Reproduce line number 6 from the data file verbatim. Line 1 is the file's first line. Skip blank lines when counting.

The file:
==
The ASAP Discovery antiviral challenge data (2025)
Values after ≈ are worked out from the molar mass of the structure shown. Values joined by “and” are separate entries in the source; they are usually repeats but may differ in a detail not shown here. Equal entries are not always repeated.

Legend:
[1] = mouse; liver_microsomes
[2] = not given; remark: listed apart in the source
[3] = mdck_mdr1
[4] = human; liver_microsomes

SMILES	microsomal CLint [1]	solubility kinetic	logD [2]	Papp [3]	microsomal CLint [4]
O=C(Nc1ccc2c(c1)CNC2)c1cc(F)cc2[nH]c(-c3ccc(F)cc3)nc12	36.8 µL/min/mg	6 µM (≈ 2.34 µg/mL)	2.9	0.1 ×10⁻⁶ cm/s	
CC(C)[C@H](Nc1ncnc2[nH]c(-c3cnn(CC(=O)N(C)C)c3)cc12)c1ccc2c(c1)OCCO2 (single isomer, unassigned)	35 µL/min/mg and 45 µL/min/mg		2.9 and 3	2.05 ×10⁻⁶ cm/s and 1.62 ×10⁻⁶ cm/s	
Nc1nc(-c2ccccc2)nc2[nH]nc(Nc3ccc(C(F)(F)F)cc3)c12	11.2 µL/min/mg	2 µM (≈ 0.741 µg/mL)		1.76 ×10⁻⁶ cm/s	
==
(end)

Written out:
[3] = mdck_mdr1